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      Genetic Variants in Toll-Like Receptor 4 Gene and Their Association Analysis with Estimated Glomerular Filtration Rate in Mexican American Families

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          Background/Aim: Toll-like receptor 4 (TLR4) is one of the regulators of the innate immune response. Genetic variations in TLR4 have been associated with inflammatory diseases, including type 2 diabetes. However, to our knowledge, there are no reports on the role of variations in TLR4 in chronic kidney disease susceptibility. The objective of this study is to determine whether the genetic variants in TLR4 are associated with the estimated glomerular filtration rate (eGFR), a measure of renal function. Methods: To evaluate the association between TLR4 variants and eGFR, we used data obtained from 434 Mexican American participants from the San Antonio Family Diabetes/Gallbladder Study. GFR was estimated using the Modification of Diet in Renal Disease formula. The Asp(299)Gly (rs4986790) and Thr(399)Ile (rs4986791) variants of TLR4 were genotyped using the TaqMan assay. Association analyses between genotypes and eGFR were performed using the measured genotype approach. Results: Of the two genetic markers examined for association, only the Asp(299)Gly variant of TLR4 exhibited a nominally significant association with eGFR (p = 0.025) after accounting for the covariate effects of age and sex terms, diabetes, duration of diabetes, systolic blood pressure, body mass index, and antihypertensive treatment. Carriers of Gly299 had significantly decreased eGFR values. Although, the Thr(399)Ile variant failed to exhibit a statistically significant association with eGFR, the carriers of Ile399, however, showed a trend towards decrease in eGFR. Conclusion: We show for the first time that Asp(299)Gly variants of TLR4 are associated with decrease in renal function in Mexican Americans.

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          Most cited references 20

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          Decline in estimated glomerular filtration rate and subsequent risk of end-stage renal disease and mortality.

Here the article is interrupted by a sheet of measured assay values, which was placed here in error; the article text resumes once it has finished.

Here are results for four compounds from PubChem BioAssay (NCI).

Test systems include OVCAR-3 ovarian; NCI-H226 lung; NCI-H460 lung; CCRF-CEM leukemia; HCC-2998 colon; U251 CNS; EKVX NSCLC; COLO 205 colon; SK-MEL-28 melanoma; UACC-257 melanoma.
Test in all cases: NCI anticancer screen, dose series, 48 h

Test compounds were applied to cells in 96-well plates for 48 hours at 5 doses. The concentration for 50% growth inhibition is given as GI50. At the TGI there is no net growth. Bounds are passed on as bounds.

The established chronic kidney disease (CKD) progression end point of end-stage renal disease (ESRD) or a doubling of serum creatinine concentration (corresponding to a change in estimated glomerular filtration rate [GFR] of −57% or greater) is a late event. To characterize the association of decline in estimated GFR with subsequent progression to ESRD with implications for using lesser declines in estimated GFR as potential alternative end points for CKD progression. Because most people with CKD die before reaching ESRD, mortality risk also was investigated. Individual meta-analysis of 1.7 million participants with 12,344 ESRD events and 223,944 deaths from 35 cohorts in the CKD Prognosis Consortium with a repeated measure of serum creatinine concentration over 1 to 3 years and outcome data. Transfer of individual participant data or standardized analysis of outputs for random-effects meta-analysis conducted between July 2012 and September 2013, with baseline estimated GFR values collected from 1975 through 2012. End-stage renal disease (initiation of dialysis or transplantation) or all-cause mortality risk related to percentage change in estimated GFR over 2 years, adjusted for potential confounders and first estimated GFR. The adjusted hazard ratios (HRs) of ESRD and mortality were higher with larger estimated GFR decline. Among participants with baseline estimated GFR of less than 60 mL/min/1.73 m2, the adjusted HRs for ESRD were 32.1 (95% CI, 22.3-46.3) for changes of −57% in estimated GFR and 5.4 (95% CI, 4.5-6.4) for changes of −30%. However, changes of −30% or greater (6.9% [95% CI, 6.4%-7.4%] of the entire consortium) were more common than changes of −57% (0.79% [95% CI, 0.52%-1.06%]). This association was strong and consistent across the length of the baseline period (1 to 3 years), baseline estimated GFR, age, diabetes status, or albuminuria. Average adjusted 10-year risk of ESRD (in patients with a baseline estimated GFR of 35 mL/min/1.73 m2) was 99% (95% CI, 95%-100%) for estimated GFR change of −57%, was 83% (95% CI, 71%-93%) for estimated GFR change of −40%, and was 64% (95% CI, 52%-77%) for estimated GFR change of −30% vs 18% (95% CI, 15%-22%) for estimated GFR change of 0%. Corresponding mortality risks were 77% (95% CI, 71%-82%), 60% (95% CI, 56%-63%), and 50% (95% CI, 47%-52%) vs 32% (95% CI, 31%-33%), showing a similar but weaker pattern. Declines in estimated GFR smaller than a doubling of serum creatinine concentration occurred more commonly and were strongly and consistently associated with the risk of ESRD and mortality, supporting consideration of lesser declines in estimated GFR (such as a 30% reduction over 2 years) as an alternative end point for CKD progression.